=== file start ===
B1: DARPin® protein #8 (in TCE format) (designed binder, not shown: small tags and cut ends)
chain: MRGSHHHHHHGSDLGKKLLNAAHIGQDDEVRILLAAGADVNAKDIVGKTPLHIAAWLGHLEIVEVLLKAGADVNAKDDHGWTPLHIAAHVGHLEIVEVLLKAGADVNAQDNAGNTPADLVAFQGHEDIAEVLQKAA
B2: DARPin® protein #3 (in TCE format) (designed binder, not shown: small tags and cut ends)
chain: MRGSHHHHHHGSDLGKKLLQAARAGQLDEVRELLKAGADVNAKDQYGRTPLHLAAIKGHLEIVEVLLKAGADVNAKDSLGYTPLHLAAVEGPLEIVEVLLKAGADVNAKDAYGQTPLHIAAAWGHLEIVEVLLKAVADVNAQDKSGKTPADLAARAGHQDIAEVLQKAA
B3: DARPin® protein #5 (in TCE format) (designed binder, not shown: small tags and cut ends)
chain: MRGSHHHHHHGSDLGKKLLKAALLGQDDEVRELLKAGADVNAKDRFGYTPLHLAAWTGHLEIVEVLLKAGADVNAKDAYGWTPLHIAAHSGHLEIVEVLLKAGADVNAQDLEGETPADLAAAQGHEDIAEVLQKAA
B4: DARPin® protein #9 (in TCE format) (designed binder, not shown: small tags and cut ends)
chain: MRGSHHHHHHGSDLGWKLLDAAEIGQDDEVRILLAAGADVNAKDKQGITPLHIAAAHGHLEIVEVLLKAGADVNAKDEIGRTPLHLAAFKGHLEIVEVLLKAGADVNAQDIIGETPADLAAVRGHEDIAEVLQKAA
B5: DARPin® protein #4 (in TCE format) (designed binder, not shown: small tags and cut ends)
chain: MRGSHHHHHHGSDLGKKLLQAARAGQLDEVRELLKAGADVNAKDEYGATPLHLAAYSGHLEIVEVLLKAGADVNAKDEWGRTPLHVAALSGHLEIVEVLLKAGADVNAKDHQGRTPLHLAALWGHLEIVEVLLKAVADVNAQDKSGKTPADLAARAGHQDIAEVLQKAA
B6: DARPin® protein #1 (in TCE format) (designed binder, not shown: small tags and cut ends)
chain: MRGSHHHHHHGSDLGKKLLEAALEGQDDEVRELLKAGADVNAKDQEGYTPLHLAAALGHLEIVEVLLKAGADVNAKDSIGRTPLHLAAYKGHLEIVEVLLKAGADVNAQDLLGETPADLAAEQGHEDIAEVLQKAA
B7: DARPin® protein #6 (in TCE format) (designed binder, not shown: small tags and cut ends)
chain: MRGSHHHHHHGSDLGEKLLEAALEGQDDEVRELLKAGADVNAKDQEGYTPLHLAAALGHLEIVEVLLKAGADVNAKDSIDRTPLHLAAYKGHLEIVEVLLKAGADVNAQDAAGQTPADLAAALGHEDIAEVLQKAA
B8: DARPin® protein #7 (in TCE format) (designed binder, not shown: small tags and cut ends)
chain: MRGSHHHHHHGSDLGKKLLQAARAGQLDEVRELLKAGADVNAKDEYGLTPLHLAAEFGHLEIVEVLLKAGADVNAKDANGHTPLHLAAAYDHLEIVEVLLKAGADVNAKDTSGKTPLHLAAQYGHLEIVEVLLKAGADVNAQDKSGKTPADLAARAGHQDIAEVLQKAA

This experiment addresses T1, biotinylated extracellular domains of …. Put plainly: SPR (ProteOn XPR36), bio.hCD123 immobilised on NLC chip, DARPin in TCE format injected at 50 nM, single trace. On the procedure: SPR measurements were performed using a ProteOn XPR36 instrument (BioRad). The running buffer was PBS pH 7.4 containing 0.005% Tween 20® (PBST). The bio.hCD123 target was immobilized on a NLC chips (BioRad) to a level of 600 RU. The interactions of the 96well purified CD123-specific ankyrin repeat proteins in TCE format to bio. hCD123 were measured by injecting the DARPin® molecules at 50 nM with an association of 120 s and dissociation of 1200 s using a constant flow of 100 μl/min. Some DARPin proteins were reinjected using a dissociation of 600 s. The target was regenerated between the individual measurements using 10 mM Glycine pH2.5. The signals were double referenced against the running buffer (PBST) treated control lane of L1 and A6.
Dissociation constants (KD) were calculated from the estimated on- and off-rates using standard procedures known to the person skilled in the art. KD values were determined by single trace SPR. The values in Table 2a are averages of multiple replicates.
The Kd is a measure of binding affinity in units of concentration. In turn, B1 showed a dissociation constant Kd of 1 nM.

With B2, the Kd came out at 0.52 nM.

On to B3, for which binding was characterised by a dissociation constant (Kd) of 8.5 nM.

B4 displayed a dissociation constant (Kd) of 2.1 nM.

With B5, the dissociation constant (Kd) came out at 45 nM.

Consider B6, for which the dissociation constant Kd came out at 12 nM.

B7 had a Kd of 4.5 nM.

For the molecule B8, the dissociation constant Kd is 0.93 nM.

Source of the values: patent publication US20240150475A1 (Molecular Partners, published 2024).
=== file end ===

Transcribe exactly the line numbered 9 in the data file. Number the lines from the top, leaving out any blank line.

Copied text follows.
B5: DARPin® protein #4 (in TCE format) (designed binder, not shown: small tags and cut ends)